Does Sports Illustrated's 2015 Swimsuit Cover Go Too Low?


Hannah Davis on the 2015 cover of the Sports Illustrated’s annual swimsuit issue. (Photo: Courtesy of Sports Illustrated)

When model Hannah Davis called her mom to tell her she landed the cover of this year’s Sports Illustrated Swimsuit Edition, Davis says her mom told her that she “wet her pants” in shock.

Which implies that Davis the elder was wearing pants, unlike her daughter — who is sporting next to nothing in the bottoms department on this year’s cover.

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“This is my dream come true. This is my dream job,” 24-year-old Davis said upon finding out she was this year’s cover girl. Born and raised in St. Thomas in the U.S. Virgin Islands, Davis is a former champion of the Caribbean National Tennis Team, valedictorian of her high school class, and on-again, off-again girlfriend of Yankee extraordinaire Derek Jeter. A former regular face on Ralph Lauren campaigns, Davis is no stranger to the modeling world — though cinching this year’s Sports Illustrated cover is sure to take her career to a whole new level.

Especially due to her state of undress on the cover.

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In the photo, Davis is engaged in the classic swimsuit-model pose of tugging down her bikini bottoms. But what makes this image particularly notable is the degree to which she does so — and the degree to which her mons pubis (or pubic mound) is on display without even so much of a hint of the start of pudendal cleft or labia majora.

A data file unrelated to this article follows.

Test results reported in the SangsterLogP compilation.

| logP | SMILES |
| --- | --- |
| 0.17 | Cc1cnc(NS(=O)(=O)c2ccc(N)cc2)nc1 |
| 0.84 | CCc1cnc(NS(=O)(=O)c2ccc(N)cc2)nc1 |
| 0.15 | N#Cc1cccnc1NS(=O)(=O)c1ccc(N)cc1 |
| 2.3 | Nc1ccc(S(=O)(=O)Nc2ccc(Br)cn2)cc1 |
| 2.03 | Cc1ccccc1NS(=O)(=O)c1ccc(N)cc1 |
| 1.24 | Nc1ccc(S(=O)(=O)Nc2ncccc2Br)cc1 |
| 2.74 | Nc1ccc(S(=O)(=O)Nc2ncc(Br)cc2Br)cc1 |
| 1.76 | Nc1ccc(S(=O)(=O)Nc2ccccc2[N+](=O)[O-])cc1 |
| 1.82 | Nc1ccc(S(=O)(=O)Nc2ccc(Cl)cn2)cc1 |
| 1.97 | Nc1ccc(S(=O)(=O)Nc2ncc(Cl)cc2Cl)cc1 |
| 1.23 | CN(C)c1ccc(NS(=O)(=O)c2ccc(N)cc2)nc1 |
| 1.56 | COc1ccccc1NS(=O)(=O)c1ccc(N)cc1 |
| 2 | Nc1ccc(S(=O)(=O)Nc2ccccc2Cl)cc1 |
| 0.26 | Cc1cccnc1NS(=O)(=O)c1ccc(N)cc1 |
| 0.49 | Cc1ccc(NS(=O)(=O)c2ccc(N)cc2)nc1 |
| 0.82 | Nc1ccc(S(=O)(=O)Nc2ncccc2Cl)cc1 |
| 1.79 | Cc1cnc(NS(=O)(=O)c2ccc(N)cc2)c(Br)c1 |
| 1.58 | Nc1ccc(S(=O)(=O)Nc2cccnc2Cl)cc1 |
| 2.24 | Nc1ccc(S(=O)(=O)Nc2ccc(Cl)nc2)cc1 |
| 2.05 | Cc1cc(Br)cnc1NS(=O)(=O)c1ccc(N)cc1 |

From a full-frontal angle, this year’s cover goes lower than ever before, though recent covers are memorable in their own right: 2009’s cover with Israeli model Bar Refaeli in a near-identical pose, Kate Upton’s nipple-grazing 2013 snow bunny shot, or last year’s cover featuring the estimable trio of rears belonging to Chrissy Teigen, Lily Aldridge, and Nina Agdal.


Chrissy Teigen, Lily Aldridge, and Nina Agdal on the 2014 Sports Illustrated Swimsuit Edition cover. (Photo courtesy of Sports Illustrated)

Some might argue this is a striking display of female empowerment and sexuality. Indeed, what could make for a better mascot of sex-positive feminism than a young woman such as Davis recognizing and using the power of her own body — and the power of the male gaze — to achieve her own great professional success?


Bar Refaeli on the 2009 Sports Illustrated Swimsuit Edition cover. (Photo courtesy of Sports Illustrated)

But there’s no question that Sports Illustrated has gone lower than ever before, swimsuit-bottom-wise. Is the female form meant to be ogled and consumed? Or is this bare-all attitude really one of female empowerment?